Pear-Lemon Preserves

in Home Preserving,Recipes

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Pears and lemons are soulmates, two halves of one ambrosial whole. To me, this is the only way to make pear preserves, with thinly sliced whole lemons, peel and all.

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Pear Preserves

Southern Living Cookbook

10 large pears (about 5 pounds), peeled, cored and chopped

4 1/2 cups sugar

3 cups water

2 lemons, thinly sliced

Place pears in a 3-quart Dutch oven and add water to cover. Bring to a boil; cover, reduce heat, and simmer 15 minutes or until pears are tender. Drain.

Combine sugar and 3 cups water in a 6-quart Dutch oven; bring to a boil, and cook 10 minutes (mixture will be a thin, transparent syrup). Remove from heat, and let cool 15 minutes.

Stir in pears and lemon slices; bring mixture to a rapid boil. Boil rapidly until pears are transparent (about 45 minutes), stirring occasionally.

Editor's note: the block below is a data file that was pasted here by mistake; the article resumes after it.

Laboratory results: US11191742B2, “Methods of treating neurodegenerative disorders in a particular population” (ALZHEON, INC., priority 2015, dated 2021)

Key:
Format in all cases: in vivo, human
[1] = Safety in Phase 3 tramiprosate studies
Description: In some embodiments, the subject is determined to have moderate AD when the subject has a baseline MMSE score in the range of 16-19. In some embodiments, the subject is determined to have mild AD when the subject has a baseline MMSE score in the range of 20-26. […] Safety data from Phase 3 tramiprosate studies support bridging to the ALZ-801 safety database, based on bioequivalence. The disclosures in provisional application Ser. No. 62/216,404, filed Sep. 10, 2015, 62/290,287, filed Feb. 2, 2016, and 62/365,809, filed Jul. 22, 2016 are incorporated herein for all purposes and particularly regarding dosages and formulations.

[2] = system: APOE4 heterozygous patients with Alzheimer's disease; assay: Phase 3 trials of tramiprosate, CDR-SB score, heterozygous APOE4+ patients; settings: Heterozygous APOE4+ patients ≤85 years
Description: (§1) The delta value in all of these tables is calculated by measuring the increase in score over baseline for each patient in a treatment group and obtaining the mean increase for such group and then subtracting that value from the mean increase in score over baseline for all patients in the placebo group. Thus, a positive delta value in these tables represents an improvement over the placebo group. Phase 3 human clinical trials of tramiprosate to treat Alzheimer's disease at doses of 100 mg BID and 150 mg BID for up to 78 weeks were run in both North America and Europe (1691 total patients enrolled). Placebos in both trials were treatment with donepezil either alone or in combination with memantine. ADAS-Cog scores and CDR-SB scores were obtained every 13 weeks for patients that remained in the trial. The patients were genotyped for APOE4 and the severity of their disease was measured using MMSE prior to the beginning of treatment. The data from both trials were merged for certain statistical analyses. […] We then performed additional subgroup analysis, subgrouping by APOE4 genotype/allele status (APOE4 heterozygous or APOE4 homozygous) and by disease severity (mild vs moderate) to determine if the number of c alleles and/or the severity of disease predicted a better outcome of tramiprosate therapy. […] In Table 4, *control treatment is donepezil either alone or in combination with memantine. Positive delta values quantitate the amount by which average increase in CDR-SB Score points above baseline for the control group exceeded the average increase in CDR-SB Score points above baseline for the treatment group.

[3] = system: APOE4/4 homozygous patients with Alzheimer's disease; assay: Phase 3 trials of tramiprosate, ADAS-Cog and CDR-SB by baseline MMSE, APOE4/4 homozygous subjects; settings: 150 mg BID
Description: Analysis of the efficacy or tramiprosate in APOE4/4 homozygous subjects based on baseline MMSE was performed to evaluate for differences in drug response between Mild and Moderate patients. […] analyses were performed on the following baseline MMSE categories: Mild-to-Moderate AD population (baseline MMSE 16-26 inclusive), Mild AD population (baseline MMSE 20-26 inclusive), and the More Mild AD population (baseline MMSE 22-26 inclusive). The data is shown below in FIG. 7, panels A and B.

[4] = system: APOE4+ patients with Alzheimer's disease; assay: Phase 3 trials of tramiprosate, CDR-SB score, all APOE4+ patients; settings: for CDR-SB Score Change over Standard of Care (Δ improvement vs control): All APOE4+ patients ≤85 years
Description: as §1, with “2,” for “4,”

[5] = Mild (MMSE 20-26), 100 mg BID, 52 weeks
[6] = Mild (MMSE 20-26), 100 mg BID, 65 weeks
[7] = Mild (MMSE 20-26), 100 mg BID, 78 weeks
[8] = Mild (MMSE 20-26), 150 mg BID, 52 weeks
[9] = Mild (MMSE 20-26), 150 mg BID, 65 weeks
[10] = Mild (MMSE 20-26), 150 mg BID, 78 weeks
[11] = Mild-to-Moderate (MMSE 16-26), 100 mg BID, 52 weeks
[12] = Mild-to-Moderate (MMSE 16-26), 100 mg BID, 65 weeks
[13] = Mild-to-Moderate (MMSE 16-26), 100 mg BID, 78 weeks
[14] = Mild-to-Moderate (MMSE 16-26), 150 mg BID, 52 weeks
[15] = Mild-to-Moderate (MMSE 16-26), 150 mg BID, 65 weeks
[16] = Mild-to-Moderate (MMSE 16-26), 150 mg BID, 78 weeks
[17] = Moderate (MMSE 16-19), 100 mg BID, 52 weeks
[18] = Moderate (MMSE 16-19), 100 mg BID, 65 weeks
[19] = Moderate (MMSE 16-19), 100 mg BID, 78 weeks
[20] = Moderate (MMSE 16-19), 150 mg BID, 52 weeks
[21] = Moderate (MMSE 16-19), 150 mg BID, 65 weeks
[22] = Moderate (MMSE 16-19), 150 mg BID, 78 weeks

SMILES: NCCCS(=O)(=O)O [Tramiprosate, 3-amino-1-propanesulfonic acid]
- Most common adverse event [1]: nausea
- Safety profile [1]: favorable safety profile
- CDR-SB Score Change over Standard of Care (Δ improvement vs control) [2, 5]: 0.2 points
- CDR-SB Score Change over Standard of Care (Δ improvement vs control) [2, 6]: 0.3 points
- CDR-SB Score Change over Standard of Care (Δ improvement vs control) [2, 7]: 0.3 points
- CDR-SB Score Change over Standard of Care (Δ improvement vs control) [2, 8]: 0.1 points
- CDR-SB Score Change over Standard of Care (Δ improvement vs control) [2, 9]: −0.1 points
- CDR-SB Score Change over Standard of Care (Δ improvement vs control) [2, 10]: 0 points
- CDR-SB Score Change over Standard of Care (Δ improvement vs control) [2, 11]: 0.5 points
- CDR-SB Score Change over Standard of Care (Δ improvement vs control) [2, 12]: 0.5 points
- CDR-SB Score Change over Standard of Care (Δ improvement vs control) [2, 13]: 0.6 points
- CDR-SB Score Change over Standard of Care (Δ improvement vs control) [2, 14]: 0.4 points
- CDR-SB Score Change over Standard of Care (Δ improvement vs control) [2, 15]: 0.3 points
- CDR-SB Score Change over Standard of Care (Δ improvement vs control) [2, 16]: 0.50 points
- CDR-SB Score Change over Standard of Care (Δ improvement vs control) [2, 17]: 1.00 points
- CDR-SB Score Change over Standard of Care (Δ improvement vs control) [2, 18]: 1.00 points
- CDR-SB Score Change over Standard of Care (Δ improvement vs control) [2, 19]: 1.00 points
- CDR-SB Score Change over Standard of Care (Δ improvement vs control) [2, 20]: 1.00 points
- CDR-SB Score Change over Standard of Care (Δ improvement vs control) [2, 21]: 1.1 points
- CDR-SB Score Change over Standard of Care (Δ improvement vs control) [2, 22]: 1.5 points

Pour pear mixture into a shallow 13- x 9- x 2-inch pan; skim off foam with a metal spoon. Cover loosely with paper towels, and let stand in a cool place 12 hours. Shake pan occasionally (do not stir) so pears will absorb the syrup. Skim off foam with a metal spoon.

Heat fruit and syrup mixture in Dutch oven. Using a slotted spoon, spoon the hot fruit into hot jars. Bring syrup to a boil; pour boiling syrup over fruit, leaving 1/4-inch head space; wipe jar rims. Cover with metal lids; screw on bands. Process in boiling-water bath 20 minutes. Yield: 3 pints.

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Note: 5 pounds of whole pears became 3 1/2 pounds after peeling and coring– yield= 3 pints of preserves. Also, if you are suspicious that the syrup is too runny and unlikely to gel, when you boil the syrup for the last time just before pouring it over the fruit, test it by putting a little on a cold plate. If it is not starting to congeal at all, continue boiling the syrup until the cold-plate test is good for a bit of a gel. Just watch it–boil too long and you’ve made hard pear candy. (You are more likely to have a no-gel situation if you have tried to reduce the sugar like I tend to do.)

I am going to have to make a second batch. They are already starting to walk out the door.


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